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Dubbing vs subtitles – how Europe is split

August 11, 2017

Dubbing, although an increasingly localised and popular process through innovative digital tools like VoiceQ 3.0, is still not the de facto means of translating foreign films for a local audience everywhere. In Europe, there is a rigid line drawn across the continent, splitting northwestern regions like the U.K, Ireland and Scandinavia from the rest.

 

This division is constituted by a socio-historical disagreement over how dubbing is used. While the northwestern countries use subtitles for the majority of foreign media, with dubbing restricted to children's film and television, the majority of Europe use ADR for nearly every foreign project, to the point where dubbing voice actors have considerable celebrity in their own right.

 

"Northern Europe prefer text-prompts or even printed text, which relies extensively on the actor's abilities for sync."

 

U.K, Ireland and Scandinavia

 

Sound engineer Theodor Stojanov noted in a report to the Audio Engineering Society that ''audience expectation ultimately dictates the amount of effort that goes into dubbing a film''. In this region, subtitling is the social expectation for foreign films and television, reducing dubbing to a position of re-presenting children's content in an easily digestible way.

 

This is potentially due to a disassociation with traditionally time-consuming dubbing practices – Stojanov noted that ''Northern Europe prefer the text-prompt or even printed text, which relies on the actor's abilities for sync'', free of technological support.

 

This reliance on outdated ADR methods is slowly being eroded, with digital dubbing technology like VoiceQ making in-roads in these markets in partnerships with companies like ADRenaline Dub and Post and Pro-dubbing UK in London.

 

The U.K rarely employs dubbing on foreign projects intended for adults.

 

France, Germany, Italy and more

 

In the rest of Europe, dubbing foreign content is intricately tied to localised media industries. ''Dubbing was the first choice in countries such as France, Germany and Italy, which were more financially-rewarding markets… Moreover, these countries boasted important national film schools willing to fight Hollywood supremacy, and thus favoured dubbing out of protectionist policies'' according to Emilio Audissino in 'Media and Translation: An Interdisciplinary Approach'. This continental favouring of dubbing reflects the processes ability to express the intricacies and poetic qualities of local languages, and also to bypass any literacy issues in the populace.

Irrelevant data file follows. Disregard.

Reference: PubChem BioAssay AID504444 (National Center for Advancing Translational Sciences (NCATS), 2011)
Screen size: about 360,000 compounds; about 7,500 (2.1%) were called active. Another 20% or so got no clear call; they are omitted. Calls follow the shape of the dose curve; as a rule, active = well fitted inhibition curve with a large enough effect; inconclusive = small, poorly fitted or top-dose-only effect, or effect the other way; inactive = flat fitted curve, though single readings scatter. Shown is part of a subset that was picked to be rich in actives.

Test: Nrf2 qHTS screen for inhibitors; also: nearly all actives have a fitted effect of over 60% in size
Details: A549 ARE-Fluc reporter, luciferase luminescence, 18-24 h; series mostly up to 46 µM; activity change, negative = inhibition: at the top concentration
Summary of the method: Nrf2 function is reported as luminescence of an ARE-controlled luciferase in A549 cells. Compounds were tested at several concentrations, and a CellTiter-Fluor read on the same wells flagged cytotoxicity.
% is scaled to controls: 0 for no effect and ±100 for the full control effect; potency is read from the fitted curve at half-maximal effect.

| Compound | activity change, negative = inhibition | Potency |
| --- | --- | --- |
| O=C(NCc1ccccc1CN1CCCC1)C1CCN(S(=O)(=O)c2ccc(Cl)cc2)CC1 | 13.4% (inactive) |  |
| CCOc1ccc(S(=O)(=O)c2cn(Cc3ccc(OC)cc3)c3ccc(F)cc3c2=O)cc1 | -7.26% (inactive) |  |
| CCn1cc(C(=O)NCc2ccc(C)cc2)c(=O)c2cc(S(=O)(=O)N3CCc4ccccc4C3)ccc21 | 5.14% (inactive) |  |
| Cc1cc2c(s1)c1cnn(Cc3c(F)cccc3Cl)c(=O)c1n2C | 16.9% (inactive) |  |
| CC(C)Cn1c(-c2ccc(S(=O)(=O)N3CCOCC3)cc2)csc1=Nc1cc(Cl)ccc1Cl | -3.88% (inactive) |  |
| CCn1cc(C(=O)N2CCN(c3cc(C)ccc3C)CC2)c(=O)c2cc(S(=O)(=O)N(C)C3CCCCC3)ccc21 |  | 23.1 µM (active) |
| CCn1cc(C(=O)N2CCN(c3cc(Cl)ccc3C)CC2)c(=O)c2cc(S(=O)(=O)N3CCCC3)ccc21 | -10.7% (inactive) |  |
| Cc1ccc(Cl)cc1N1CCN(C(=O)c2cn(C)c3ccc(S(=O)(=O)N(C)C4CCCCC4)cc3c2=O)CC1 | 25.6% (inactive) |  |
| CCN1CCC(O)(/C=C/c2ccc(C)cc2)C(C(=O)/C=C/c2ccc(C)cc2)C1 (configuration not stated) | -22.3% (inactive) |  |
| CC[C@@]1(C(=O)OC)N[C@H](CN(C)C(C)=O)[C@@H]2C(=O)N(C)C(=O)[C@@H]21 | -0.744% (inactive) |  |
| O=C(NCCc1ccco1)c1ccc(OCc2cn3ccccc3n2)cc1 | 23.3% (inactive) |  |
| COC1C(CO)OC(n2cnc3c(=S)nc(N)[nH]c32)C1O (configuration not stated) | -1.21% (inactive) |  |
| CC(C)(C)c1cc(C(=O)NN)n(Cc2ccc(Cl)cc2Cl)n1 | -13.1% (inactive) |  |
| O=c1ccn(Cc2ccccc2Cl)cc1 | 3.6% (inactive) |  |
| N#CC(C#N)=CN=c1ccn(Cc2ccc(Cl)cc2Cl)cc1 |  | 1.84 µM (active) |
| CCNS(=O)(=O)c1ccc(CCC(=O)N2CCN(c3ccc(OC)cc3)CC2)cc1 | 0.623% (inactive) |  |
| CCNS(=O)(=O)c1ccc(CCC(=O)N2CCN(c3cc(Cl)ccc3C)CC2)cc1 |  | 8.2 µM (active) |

Dub actors are famous in their own right, and have even gained notoriety for ongoing associations with Hollywood actors – German voice artist Marcus Off regularly dubs actors such as Ralph Fiennes, Sean Penn and Michael Sheen according to The Independent.

 

Dubbing techniques vary from country to country, but most make use of the traditional rythmoband method. VoiceQ has drawn the best elements of this traditional technique and digitised it, speeding up the process and making real-time changes possible without significant costly delays. They share global affiliations with dubbing powerhouses like Encore Voices, aiming to blend traditional dubbing practices with digital speed and adaptability.

 

But France uses dubbing extensively on its foreign projects.

 

Where VoiceQ helps

 

Traditional dubbing processes, be it using the rythmoband or in text-prompts, presented costly operational challenges for producers. Without the ease of real-time dialogue edits and continued difficulties with audio sync, many found dubbing a process not worth the investment. VoiceQ 3.0 software is the answer.

 

Its innovative flexibility and portable compatibility means that dubbing projects can be undertaken without being tied to expensive studio equipment, slashing your production costs. It also offers unrivalled ability in dialogue adaptation and translation, meaning your actors can deliver authentic vocal performances using dialogue tailored to meet the intricacies of the target audience's dialect.

 

With dubbing practices continuing to streamline through increasing digitisation and a focus on collaborative and real-time editing, perhaps the parts of Europe and the rest of the world where dubbing remains an under-appreciated art form will turn to using ADR technology more regularly.

 

VoiceQ 3.0 offers users unparalleled flexibility and ease of use, blending the best of traditional practices with digital innovation. See the benefits for yourself by trialling our Pro 3.0 software today or selecting a licensed package that suits your project workflow.

 

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